How to think clearly: a preface to logic and reason
A few tips on how to think clearly and argue effectively:
- Stick to the point – Do not drift from one issue to another. Arguments for God’s existence: Without God there would be no purpose to life. The issue at hand has drifted.
- Avoid ambiguity – Ambiguity can lead to confusion.
- Don’t argue in circles – “God exists because it has been proven by the Bible. The Bible is true because it is inspired by God’s word.”
- Don’t beg the question – I found this one on a Christian forum; this guy (or girl) is for real: “Our laws of science are based on our observations of the universe that God created, therefore God ‘wrote’ the laws of science.” LOL.
- Boil your argument down to the simplest manner; to its bare essentials.
pi = 3.1416
Ask yourself the question: What grounds have I for believing this?
- Why do I believe this?
- How do I know this?
- Can I prove this? If so, what is the evidence?
Most people believe things without any adequate grounds. Yes, even in making that claim, I should be expected to provide some evidence.
How to accept expert authority?
- Identify the expert or group.
- Are they recognised in that area?
- Check for bias.
Fact is simply fact regardless of perception and belief. Facts perceived as sights, sounds, smells, etc. may be termed ‘perceived facts’. Facts indirectly learnt by methods of inference may be termed ‘inferred facts’.
A true belief (truth) must correspond to all the facts which it covers. Since facts are consistent with one another, it follows that true beliefs shall also be consistent with one another.
To check for reliability of an observation, also consider:
- length of time between observation and it being recorded;
- whether the “fact” observed is consistent with tested knowledge.*
*Extraordinary claims require extraordinary proof.
Generalisation is to make an inference like the following: x(in all observed cases) = T therefore x = T. For example, Darwin once said that white cats with blue eyes are deaf — this statement is false. Scientific generalisation differ from hasty generalisation:
- Use of controlled experiments and conditions;
- Use of variable conditions;
- Use of instruments to measure and record, to eliminate or reduce human error;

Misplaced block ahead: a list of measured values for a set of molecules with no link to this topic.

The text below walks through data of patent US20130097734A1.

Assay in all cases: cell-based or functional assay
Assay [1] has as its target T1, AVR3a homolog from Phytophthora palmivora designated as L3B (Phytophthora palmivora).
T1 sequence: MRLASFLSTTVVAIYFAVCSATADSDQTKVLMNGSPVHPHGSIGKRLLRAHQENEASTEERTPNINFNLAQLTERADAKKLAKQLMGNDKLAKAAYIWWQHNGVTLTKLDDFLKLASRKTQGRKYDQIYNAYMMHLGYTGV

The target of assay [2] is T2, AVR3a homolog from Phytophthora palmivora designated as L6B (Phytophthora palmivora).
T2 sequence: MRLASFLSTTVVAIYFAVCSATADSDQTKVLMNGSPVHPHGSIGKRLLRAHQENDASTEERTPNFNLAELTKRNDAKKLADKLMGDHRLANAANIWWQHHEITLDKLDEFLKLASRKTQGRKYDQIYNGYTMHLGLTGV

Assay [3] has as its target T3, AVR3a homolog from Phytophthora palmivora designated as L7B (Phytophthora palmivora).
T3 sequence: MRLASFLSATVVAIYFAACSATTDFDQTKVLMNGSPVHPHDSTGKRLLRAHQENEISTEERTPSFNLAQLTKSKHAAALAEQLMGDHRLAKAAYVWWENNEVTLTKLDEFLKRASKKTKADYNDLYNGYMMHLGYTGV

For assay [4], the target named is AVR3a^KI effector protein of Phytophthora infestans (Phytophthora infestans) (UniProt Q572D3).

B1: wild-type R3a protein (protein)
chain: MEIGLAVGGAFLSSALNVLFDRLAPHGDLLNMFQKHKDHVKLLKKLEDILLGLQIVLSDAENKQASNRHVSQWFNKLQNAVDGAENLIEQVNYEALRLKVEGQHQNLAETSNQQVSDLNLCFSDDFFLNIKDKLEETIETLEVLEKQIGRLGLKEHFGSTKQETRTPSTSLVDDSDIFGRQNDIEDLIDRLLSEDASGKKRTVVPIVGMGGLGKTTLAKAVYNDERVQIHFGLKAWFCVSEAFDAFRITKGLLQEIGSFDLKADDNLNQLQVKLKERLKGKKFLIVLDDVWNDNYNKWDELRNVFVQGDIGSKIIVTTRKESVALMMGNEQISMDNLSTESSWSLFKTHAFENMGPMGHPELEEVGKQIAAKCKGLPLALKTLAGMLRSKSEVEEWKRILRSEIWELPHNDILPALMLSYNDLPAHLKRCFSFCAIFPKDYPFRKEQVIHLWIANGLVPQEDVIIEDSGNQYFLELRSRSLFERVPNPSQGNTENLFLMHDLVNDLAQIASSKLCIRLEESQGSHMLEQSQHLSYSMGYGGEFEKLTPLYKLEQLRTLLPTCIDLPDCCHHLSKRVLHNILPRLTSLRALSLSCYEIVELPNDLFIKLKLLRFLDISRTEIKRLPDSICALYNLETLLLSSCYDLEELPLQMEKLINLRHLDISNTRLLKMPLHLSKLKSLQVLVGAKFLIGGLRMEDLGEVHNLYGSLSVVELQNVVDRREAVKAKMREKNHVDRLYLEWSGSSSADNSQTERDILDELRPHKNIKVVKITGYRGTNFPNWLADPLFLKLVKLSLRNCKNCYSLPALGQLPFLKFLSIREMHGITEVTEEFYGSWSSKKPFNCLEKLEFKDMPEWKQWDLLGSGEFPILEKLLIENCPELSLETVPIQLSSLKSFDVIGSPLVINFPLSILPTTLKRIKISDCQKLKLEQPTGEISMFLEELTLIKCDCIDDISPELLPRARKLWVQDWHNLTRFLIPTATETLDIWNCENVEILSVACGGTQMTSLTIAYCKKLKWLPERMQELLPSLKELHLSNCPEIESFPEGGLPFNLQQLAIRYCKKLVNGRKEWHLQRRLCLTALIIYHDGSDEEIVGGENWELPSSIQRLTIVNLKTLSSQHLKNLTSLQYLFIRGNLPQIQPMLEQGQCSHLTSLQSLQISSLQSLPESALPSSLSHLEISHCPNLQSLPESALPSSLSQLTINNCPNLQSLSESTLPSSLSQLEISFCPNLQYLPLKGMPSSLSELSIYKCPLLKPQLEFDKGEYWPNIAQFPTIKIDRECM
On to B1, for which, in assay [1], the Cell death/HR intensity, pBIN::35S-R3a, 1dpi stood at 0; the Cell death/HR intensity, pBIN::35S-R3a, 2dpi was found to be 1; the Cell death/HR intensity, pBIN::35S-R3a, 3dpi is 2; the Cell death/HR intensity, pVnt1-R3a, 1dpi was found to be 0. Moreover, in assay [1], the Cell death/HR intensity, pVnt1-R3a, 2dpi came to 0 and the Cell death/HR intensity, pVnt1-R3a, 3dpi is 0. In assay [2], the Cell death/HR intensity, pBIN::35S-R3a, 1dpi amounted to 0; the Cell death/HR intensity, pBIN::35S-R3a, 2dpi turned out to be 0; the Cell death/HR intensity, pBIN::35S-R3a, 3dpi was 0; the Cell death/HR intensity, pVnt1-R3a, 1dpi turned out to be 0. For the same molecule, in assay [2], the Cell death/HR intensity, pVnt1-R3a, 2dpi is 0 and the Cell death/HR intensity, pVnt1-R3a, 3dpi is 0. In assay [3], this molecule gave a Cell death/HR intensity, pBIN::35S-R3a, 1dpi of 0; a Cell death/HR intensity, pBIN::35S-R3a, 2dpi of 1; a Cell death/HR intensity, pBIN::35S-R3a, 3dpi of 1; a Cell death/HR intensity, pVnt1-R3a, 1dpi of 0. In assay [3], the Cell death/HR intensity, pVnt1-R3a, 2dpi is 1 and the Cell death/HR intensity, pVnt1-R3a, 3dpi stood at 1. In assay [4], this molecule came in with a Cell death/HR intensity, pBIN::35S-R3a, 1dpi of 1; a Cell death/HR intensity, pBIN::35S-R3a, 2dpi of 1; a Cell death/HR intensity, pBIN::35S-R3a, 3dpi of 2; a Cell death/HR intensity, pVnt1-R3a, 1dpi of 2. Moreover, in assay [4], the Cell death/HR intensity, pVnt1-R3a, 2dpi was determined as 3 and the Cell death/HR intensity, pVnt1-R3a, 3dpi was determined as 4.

- Represent generalisation by mathematical formulae where posible;
- Repeat and re-examine.
A theory is a logical explanation for observations and facts. Theory is a statement of a fact or facts in relation to each other. An alternative theory should at least equally explain all the facts.
- theory should be consistent with all known facts;
- theory should have explanatory and/or predictive power.
LOGIC is the study of inference. It is concerned with assertions/propositions. Every assertion/proposition is either TRUE or FALSE, providing that it is not ambiguous.
- It is raining – ambiguous
- It was raining in New York City at 12:00 PM (UTC-5) on 12/05/09. – unambiguous, is either true or false.
n < 3
Following ‘sentence’ is true when n = 2, n = 1, n = 0, when n is a non-negative integer.
Three logical connectives: conjunction, disjunction and negation
Conjunction is the AND connective.
p ˄ q
p is true and q is true.
Disjunction is the OR connective.
p ˅ q
p is true or q is true or both is true.
Negation is the NEGATIVE connective.
not p; p is false.
Negation has precedence. No precedence between Disjunction and Conjunction; brackets needed.
~p ˅ (q ˄ r)
not p or (q and r)
A tautology is a statement which is always true.
~p ˅ p
not p or p
therefore always true.
A self-contradiction is always false.
p ˄ not p
p and not p
therefore always false.
A statement which is neither a tautology or self-contradiction is a contingent statement.
A logical equivalence is when two statements are tantamount, for example:
P = ~(p ˅ q)
Q = ~p ˄ ~q
The two statements are logically equivalent, (producing the same truth table).
Some laws govern these logical equivalences: commutative, associative, distributive, de Morgan’s, idempotent, double negation; which I shall not go into detail. Any truth table statement can be expressed as a disjunction of conjunctions of the variables or their negations.
Implications are shown by ═˃ (implies) sign. Whenever we know that p ═˃ q is true, and also that p is true, we can deduce that q holds.
p ═˃ q
is the same as (~p ˅ q)
Deductions are logical inferences from a general rule or principle.
1. “All fish are cold-blooded” (general principle)
2. “Whales are not cold-blooded” (connecting fact)
3. Therefore, “Whales are not fish.”
An example of incorrect deduction:
1. “All creationists are stupid.”
2. “Tim Cooley is not a creationist.”
3. Therefore, “Tim Cooley is not stupid.”
A better statement of (1) would be:
1. “All creationists (but not only creationists) are stupid.”
A different (2) works too:
2. “Tim Cooley is not stupid.”
3. Therefore, “Tim Cooley is not a creationist.”
An example of a mathematical deduction:
Prove that the product of 2 odd numbers is odd.
1. Temporarily assume (hypothesise) that x and y are odd.
2. ie. x = 2n + 1; y = 2m + 1 where n and m are integers;
therefore xy = (2n + 1)(2m + 1).
= 4mn + 2n + 2m + 1
= 2(mn + n + m) + 1
3. Product is odd.
“x and y odd” ═˃ “(xy) is odd” Proved!
Lastly, an axiom is a statement which is so “self-evident” that it can be accepted to be true. For example:
a + b = b + a
Tim Cooley is handsome.
Therefore, by scientific rationalism and mathematical logic, Tim Cooley is handsome.